Globally, more than 4 billion people live in cities. 2. According to the United Nations, 2007 was the first year in which more people lived in cities than in rural regions. 3. Urban population estimates fluctuate due to differences over the precise definition of a "urban area" and what it comprises. For example, a city with a million people will generally be considered urban no matter how much open land it has, while a city of 500,000 people requires some level of development on this land.
The most populous urban areas are also the largest by population, with Beijing having nearly 20% of the global population but 33% of the world's urban residents. Other large urban centers include Delhi; Istanbul; Karachi; Lagos; Mexico City; Mumbai; New York City; Philadelphia; São Paulo; Shanghai; and Tokyo.
Some countries have large urban populations despite not being classified as such by the UN, including Argentina, Australia, Brazil, Canada, Chile, Colombia, France, Germany, India, Indonesia, Italy, Japan, South Korea, Malaysia, Mexico, the Netherlands, Peru, Poland, Russia, Saudi Arabia, Singapore, Spain, Sweden, Switzerland, Turkey, Venezuela, and the United States.
Other countries have large rural populations but only small numbers of urban residents, such as Africa's many small cities and towns. In these places a small number of people may live in a large area, but overall urbanization is low.
The world's urban population climbed to 4 billion in 2016, while the rural population expanded very little to 3.4 billion. According to UN estimates, 54 percent of the world's population resided in cities in 2016. This is expected to increase to 57 percent by 2050.
China had 44% of its population living in cities in 2016, followed by India with 21%. In absolute numbers, China's urban population was 1.3 billion and India's was 500 million.
However, these figures are misleading. The vast majority of those living in Chinese cities are migrant workers who can only expect a bleak future there because they will not be able to afford to return home during their working years.
In fact, there are now more rural than urban residents in several large countries including Russia, Brazil, and Mexico. These are places where economic growth has been driven primarily by industrialization and migration to cities, but not by effective integration of their rural populations.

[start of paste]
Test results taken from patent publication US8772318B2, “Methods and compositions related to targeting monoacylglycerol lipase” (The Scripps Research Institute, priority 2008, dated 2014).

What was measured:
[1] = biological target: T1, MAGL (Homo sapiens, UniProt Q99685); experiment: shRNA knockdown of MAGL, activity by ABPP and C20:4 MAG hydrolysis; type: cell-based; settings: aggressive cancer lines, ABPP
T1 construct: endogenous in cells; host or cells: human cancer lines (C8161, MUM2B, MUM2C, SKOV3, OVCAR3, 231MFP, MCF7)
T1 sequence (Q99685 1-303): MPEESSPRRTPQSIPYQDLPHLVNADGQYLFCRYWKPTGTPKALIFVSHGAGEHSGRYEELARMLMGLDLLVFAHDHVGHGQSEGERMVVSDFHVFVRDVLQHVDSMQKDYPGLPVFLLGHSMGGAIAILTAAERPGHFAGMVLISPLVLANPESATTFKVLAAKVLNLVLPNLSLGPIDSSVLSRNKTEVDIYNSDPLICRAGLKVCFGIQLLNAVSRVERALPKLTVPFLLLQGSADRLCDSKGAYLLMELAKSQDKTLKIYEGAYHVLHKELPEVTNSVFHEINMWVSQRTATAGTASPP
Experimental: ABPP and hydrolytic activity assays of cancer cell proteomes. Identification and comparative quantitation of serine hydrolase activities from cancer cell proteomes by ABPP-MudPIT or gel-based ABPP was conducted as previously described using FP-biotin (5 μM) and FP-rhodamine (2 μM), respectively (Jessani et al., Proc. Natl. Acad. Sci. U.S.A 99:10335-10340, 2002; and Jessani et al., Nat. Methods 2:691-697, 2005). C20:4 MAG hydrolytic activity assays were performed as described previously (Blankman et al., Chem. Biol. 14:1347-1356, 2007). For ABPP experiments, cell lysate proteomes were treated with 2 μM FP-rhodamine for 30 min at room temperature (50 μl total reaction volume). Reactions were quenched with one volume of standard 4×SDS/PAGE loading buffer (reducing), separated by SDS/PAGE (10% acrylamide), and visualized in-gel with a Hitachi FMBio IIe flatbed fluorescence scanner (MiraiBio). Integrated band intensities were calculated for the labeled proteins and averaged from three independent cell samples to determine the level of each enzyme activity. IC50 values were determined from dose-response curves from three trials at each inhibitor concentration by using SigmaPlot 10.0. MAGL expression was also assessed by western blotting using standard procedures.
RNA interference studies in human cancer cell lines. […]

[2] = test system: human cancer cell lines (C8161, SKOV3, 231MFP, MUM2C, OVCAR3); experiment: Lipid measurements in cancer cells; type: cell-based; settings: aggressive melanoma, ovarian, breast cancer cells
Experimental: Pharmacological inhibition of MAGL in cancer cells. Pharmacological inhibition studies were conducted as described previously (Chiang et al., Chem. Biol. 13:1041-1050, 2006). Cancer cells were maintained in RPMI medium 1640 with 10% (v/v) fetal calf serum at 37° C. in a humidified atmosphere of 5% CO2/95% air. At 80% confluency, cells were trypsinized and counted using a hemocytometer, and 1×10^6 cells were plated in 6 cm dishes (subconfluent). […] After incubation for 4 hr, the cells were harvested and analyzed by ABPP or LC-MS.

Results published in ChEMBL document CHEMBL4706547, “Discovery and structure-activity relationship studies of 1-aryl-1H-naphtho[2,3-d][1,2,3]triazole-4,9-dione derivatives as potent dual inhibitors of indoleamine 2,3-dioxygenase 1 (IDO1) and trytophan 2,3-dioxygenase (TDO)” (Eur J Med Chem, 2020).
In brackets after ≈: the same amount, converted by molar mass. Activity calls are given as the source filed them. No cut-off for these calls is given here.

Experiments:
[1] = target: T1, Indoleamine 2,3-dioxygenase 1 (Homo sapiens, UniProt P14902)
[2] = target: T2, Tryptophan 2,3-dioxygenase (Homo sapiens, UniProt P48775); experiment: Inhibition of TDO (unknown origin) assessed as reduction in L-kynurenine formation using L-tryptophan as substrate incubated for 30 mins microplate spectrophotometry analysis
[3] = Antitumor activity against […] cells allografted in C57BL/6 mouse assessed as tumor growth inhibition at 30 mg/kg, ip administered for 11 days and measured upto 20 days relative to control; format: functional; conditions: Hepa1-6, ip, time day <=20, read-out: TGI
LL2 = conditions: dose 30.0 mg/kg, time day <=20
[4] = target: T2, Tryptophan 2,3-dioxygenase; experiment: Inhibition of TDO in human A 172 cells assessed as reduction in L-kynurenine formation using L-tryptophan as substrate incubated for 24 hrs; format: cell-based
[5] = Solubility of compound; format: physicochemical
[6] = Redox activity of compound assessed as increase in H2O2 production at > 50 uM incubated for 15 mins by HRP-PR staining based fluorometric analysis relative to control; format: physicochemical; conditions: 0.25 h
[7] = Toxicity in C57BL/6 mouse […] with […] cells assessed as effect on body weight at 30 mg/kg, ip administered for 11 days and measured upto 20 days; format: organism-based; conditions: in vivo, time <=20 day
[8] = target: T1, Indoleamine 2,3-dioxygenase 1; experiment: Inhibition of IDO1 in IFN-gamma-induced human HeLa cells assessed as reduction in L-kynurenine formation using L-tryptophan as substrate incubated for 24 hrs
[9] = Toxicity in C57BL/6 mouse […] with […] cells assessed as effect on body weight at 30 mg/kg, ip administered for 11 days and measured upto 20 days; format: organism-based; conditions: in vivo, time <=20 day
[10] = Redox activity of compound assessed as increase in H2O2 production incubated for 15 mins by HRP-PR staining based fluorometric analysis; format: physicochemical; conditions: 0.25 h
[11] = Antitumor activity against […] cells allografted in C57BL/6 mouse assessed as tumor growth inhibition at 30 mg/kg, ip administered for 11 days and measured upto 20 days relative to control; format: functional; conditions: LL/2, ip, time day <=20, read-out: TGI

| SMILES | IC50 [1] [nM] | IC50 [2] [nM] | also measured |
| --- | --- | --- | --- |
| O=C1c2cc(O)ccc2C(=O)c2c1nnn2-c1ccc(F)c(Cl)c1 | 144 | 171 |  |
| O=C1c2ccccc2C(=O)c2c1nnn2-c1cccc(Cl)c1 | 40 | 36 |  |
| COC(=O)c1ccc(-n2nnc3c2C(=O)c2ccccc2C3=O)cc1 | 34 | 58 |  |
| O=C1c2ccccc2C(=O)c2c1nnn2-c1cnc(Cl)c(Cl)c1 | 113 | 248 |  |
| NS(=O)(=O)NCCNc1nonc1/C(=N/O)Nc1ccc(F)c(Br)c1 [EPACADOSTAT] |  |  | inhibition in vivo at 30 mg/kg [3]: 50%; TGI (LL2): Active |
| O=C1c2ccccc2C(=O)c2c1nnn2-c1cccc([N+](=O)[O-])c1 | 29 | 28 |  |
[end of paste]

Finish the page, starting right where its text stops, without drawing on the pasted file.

Even in countries such as Indonesia or Nigeria, where urbanization has been much faster than in China or India, most of the new people moving to cities are from the middle class who can afford to leave their farms behind. They are not needed on the land and so they go to town, building up metropolitan areas that are no longer viable communities for farmers.
According to UN Urbanization Prospects, this will be slightly more than 55% of the global population in 2018. The United Nations numbers on global urbanization are the most extensively used and quoted. However, they are not strictly comparable with previous years or future projections because they are based on a new methodology developed by the United Nations Population Division.
Almost every city in the world is projected to have more people living in them than existing cities. Only three countries - Russia, India and China - are expected to see their existing cities become completely saturated by 2030.
In fact, the only way that current cities can remain fully occupied is if all children grow up with access to high-quality education and health care and if everyone works for at least one year of their life. This would require an unprecedented level of cooperation between cities across the globe. It also goes against human nature - why would anyone work for a single company for a year straight? - but it shows how important it is for humans to cooperate when living in large groups.
Currently, there are two types of cities: capital cities and non-capital cities. A capital city is defined as "a city that contains both legislative and executive branches of government". Most large cities around the world are capital cities, including New York City, London, Tokyo, Beijing, Delhi and Ottawa.
The continent's entire population is expected to reach almost 2.5 billion people by 2050, with around 55 percent residing in metropolitan areas (figure 1). Given that fewer than 10% of Africa's population lived in cities in 1950, this is a substantial growth. Indeed, it would be like adding America's population to that of Europe.
Cities are the engine of progress for both developed and developing countries. In the former, they drive economic development and provide jobs; in the latter, they foster innovation and increase connectivity, which help economies grow.
In addition to being important for their own populations, African cities are also hubs for internal migration within Africa and for immigration to more developed countries. The number of urban residents in Sub-Saharan Africa has increased from 40 million in 1950 to about 250 million today, with most of the growth occurring since 2000.
Urbanization on the scale seen in Africa over the past few decades has profound implications for social, economic, and environmental sustainability. Increasingly large numbers of people moving to cities for work or education lead to overcrowding and lack of affordable housing. Transport systems become overloaded, while pollution increases due to more vehicles on the roads and less efficient fuel combustion technologies. Overall economic activity rises but so does energy consumption, leading to further climate change.
However, there are also positive aspects to rapid urbanization.